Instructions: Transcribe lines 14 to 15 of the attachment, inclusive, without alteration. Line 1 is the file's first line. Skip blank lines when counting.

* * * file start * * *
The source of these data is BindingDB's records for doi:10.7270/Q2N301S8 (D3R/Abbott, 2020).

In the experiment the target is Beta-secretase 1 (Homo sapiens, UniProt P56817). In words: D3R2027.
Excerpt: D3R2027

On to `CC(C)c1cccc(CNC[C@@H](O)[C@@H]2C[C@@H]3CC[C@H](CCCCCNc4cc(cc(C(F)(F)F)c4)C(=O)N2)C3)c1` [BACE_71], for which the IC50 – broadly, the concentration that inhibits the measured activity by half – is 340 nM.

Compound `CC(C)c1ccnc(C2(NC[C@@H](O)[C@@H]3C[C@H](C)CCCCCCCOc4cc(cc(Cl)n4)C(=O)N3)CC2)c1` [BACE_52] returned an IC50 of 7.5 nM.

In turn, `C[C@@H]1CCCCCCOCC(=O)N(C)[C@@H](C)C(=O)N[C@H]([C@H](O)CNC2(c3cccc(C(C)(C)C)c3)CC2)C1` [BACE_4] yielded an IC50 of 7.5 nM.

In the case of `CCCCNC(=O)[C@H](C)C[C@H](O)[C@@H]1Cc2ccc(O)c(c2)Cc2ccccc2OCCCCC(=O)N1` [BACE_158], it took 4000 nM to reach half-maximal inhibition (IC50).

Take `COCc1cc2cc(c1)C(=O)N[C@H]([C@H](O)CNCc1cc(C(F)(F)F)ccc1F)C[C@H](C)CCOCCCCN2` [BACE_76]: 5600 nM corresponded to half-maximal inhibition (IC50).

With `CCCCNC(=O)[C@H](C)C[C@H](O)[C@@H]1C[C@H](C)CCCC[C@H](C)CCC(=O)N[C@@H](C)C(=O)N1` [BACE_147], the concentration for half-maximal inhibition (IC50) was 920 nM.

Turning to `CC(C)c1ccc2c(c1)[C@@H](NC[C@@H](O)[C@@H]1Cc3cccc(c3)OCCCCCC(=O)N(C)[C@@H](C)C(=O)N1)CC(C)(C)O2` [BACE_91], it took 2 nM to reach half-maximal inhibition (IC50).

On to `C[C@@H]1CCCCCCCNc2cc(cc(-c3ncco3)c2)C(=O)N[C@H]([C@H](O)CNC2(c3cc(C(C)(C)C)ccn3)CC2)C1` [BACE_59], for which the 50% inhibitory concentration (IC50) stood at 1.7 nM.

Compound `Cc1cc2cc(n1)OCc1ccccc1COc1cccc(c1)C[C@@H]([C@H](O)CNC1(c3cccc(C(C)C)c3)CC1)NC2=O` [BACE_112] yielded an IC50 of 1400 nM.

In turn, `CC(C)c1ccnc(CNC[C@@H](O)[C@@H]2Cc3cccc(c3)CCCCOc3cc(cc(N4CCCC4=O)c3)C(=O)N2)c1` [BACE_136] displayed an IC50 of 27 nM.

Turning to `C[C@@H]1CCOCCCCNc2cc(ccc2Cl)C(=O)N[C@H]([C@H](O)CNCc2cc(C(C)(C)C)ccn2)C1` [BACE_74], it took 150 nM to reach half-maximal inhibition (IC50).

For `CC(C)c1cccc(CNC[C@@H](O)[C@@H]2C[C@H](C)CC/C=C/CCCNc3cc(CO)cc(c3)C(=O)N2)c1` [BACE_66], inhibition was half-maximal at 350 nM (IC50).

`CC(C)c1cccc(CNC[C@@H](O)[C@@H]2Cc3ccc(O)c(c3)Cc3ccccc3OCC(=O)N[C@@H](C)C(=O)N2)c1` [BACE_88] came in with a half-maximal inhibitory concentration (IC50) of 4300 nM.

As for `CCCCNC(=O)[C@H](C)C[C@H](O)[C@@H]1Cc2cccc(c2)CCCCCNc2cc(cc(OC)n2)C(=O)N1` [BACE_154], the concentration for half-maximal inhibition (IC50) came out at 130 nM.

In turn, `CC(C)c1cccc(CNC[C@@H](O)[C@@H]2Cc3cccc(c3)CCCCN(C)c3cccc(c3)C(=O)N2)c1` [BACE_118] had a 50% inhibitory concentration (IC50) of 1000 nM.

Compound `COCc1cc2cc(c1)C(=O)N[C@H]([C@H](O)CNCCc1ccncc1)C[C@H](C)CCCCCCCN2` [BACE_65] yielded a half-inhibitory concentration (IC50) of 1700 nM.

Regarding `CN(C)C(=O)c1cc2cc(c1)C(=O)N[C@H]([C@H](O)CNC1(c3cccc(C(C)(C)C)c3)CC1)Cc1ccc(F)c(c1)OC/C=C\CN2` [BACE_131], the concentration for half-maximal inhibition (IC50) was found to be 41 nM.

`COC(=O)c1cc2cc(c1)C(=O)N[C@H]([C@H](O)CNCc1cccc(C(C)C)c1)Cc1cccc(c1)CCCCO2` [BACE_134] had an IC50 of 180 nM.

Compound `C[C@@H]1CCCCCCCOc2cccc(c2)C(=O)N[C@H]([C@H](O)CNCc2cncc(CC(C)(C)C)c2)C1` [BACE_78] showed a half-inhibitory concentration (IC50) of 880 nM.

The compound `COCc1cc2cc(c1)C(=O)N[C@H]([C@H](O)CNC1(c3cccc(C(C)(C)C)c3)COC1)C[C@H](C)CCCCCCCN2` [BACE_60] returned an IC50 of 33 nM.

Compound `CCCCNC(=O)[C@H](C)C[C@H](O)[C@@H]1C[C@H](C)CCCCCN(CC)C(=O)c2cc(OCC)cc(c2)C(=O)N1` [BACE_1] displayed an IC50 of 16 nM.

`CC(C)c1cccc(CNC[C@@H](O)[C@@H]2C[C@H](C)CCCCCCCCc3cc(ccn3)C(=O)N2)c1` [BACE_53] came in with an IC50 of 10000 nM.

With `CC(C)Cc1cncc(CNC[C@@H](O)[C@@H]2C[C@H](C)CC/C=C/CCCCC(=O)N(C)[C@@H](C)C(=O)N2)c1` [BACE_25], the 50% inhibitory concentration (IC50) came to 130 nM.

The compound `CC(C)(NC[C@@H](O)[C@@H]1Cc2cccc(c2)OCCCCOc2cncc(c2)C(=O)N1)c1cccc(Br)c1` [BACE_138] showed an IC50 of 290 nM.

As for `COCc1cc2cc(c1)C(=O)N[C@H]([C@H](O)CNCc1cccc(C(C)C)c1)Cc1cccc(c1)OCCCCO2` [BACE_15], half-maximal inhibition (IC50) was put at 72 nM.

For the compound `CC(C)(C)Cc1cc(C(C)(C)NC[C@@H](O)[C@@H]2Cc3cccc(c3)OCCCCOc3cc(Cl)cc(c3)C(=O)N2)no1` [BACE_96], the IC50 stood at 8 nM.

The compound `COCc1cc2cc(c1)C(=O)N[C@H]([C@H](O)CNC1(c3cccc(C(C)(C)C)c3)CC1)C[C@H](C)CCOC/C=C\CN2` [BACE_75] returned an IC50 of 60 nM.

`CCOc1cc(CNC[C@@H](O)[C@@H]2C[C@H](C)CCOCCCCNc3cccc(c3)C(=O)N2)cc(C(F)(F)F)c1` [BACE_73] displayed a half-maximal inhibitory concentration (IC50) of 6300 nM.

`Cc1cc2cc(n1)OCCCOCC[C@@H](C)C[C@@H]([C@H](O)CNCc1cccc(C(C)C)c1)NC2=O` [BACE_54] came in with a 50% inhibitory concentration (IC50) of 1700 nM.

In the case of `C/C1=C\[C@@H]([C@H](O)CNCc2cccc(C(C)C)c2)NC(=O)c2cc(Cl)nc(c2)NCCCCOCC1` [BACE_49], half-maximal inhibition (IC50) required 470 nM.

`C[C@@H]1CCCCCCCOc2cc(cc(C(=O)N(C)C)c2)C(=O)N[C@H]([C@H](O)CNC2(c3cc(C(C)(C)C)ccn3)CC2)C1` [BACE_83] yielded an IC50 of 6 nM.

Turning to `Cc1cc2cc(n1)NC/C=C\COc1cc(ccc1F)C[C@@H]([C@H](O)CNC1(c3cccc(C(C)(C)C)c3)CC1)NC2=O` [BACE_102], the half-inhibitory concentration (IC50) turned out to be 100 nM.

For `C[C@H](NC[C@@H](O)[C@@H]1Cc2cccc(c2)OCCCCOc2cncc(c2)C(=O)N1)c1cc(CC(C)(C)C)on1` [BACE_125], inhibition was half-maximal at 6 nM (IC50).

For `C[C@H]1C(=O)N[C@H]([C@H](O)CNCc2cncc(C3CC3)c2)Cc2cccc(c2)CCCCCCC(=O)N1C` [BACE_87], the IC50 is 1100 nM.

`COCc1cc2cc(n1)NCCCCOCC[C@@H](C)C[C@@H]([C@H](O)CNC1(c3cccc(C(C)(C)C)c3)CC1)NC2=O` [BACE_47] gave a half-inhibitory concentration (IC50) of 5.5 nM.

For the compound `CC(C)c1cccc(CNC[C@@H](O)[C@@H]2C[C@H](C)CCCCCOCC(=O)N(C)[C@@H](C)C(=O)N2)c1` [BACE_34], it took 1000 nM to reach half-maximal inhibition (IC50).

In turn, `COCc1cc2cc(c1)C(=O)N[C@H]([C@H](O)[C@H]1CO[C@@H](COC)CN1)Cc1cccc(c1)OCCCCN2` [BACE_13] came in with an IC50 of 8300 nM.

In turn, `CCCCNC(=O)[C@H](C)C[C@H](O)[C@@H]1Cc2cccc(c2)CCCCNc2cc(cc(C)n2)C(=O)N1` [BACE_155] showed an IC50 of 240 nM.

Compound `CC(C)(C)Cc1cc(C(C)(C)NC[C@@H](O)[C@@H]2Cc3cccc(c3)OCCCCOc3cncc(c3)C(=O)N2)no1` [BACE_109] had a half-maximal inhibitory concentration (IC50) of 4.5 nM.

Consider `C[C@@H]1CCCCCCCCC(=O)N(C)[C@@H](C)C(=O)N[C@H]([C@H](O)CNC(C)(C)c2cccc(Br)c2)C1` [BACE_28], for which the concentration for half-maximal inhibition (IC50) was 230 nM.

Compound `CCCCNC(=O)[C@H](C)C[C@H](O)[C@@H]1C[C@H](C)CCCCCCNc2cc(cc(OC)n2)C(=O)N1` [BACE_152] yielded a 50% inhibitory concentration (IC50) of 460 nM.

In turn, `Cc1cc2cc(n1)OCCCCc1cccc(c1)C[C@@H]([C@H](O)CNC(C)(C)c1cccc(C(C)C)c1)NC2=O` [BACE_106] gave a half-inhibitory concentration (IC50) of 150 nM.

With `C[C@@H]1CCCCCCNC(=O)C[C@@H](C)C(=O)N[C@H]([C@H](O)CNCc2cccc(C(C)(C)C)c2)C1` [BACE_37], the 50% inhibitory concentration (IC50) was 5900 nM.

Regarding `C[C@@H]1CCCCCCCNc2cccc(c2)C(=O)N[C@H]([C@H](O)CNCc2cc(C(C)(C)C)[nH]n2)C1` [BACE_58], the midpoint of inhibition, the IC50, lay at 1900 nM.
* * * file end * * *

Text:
Turning to `C[C@@H]1CCOCCCCNc2cc(ccc2Cl)C(=O)N[C@H]([C@H](O)CNCc2cc(C(C)(C)C)ccn2)C1` [BACE_74], it took 150 nM to reach half-maximal inhibition (IC50).

For `CC(C)c1cccc(CNC[C@@H](O)[C@@H]2C[C@H](C)CC/C=C/CCCNc3cc(CO)cc(c3)C(=O)N2)c1` [BACE_66], inhibition was half-maximal at 350 nM (IC50).